Prenatal Development of the Normal Human Vertebral Corpora in Different Segments of the Spine

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Study Design.

Vertebral columns from 13 normal human fetuses (10-24 weeks of gestation) that had aborted spontaneously were investigated as part of the legal autopsy procedure. The investigation included spinal cord analysis.


To analyze the formation of the normal human vertebral corpora along the spine, including the early location and disappearance of the notochord.

Summary of Background Data.

Reference material on the development of the normal human vertebral corpora is needed for interpretation of published observations on prenatal malformations in the spine, which include observations of various types of malformation (anencephaly, spina bifida) and various genotypes (trisomy 18, 21 and 13, as well as triploidy).


The vertebral columns were studied by using radiography (Faxitron X-ray apparatus, Faxitron Model 43855, Hewlett Packard) in lateral, frontal, and axial views and histology (decalcification, followed by toluidine blue and alcian blue staining) in and axial view. Immunohistochemical marking with Keratin Wide Spectrum also was done.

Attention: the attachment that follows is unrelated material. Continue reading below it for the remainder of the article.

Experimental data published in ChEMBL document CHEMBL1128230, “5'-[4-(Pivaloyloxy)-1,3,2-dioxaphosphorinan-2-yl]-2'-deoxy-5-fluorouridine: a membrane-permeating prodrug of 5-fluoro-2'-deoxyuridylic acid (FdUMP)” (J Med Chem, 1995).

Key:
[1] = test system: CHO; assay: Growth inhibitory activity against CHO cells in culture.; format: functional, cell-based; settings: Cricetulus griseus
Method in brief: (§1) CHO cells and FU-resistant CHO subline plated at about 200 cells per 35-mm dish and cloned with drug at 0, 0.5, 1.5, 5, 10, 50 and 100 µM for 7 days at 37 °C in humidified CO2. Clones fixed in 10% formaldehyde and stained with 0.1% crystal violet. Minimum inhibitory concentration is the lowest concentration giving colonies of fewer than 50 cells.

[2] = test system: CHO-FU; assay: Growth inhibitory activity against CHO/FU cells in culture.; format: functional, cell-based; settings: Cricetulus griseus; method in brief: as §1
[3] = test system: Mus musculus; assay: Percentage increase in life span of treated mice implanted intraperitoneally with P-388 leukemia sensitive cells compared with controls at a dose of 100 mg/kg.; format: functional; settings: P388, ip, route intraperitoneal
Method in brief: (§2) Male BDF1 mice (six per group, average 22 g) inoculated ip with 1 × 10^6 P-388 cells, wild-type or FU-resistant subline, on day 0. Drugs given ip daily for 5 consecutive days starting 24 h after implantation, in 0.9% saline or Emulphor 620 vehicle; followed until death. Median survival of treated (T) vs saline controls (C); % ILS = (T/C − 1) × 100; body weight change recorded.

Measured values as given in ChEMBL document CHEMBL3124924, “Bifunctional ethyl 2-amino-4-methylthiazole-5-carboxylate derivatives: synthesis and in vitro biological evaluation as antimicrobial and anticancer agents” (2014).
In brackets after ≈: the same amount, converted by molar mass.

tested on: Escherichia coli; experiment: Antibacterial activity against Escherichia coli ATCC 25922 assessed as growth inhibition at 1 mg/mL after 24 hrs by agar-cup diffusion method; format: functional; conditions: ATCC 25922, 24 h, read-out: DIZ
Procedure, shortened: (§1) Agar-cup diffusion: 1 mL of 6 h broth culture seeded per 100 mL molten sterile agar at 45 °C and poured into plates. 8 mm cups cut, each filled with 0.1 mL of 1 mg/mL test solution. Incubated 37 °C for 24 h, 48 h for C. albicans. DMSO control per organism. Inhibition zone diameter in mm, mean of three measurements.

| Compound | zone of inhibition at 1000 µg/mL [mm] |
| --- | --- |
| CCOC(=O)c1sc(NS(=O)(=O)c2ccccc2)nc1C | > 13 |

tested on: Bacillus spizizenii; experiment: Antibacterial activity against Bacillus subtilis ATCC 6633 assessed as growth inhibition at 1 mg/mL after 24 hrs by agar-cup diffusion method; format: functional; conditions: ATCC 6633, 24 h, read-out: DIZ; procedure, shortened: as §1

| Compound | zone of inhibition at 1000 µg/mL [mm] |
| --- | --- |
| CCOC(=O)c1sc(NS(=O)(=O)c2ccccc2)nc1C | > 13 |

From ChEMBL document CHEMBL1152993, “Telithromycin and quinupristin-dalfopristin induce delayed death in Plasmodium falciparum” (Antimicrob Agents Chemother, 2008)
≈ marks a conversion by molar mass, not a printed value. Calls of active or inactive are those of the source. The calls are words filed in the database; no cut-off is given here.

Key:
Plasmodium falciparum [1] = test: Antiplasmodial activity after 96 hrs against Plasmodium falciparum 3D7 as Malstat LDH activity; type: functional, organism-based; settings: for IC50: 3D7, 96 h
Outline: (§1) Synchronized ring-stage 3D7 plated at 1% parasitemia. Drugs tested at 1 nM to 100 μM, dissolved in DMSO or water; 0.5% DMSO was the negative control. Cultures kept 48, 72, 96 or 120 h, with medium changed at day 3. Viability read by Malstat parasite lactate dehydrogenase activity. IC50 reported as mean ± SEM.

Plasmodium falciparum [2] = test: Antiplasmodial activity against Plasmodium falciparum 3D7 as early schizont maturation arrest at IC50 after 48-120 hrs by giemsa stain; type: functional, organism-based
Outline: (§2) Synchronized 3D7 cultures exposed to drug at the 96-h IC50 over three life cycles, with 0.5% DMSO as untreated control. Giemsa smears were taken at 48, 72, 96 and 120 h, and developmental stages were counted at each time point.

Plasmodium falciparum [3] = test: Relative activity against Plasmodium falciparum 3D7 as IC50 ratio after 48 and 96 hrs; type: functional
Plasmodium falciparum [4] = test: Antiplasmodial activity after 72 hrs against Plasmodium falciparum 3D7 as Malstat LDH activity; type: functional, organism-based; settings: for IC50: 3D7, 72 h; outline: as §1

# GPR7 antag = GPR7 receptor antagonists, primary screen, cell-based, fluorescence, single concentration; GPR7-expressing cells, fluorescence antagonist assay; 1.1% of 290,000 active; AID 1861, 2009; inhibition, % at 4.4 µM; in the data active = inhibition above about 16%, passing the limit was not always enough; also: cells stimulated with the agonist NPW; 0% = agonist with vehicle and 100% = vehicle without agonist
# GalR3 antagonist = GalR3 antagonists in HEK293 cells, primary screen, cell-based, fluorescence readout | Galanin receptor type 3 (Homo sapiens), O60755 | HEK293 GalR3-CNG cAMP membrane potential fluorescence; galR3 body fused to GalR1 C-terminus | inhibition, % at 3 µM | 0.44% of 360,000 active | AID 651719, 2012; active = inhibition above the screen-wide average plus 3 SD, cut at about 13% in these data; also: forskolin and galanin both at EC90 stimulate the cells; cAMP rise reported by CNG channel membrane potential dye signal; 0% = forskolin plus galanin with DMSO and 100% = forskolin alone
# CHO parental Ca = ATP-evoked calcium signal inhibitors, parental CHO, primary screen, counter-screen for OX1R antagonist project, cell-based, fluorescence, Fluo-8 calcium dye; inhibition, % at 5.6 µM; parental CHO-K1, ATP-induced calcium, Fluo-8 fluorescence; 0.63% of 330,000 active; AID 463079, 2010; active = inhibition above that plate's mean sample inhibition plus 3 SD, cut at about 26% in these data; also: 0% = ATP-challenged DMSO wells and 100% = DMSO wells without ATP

Notochordal tissue (positive on marking with Keratin Wide Spectrum [DAKO, Denmark]) was located anterior to the cartilaginous body center in the youngest fetuses. The process of disintegration of the notochord and the morphology of the osseous vertebral corpora in the lumbosacral, thoracic, and cervical segments are described. Marked differences appeared in axial views, which were verified on horizontal histologic sections. Also, the increase in size was different in the different segments, being most pronounced in the thoracic and upper lumbar bodies. The lower thoracic bodies were the first to ossify. The morphologic changes observed by radiography were verified histologically.


In this study, normal prenatal standards were established for the early development of the vertebral column. These standards can be used in the future-for evaluation of pathologic deviations in the human vertebral column in the second trimester.

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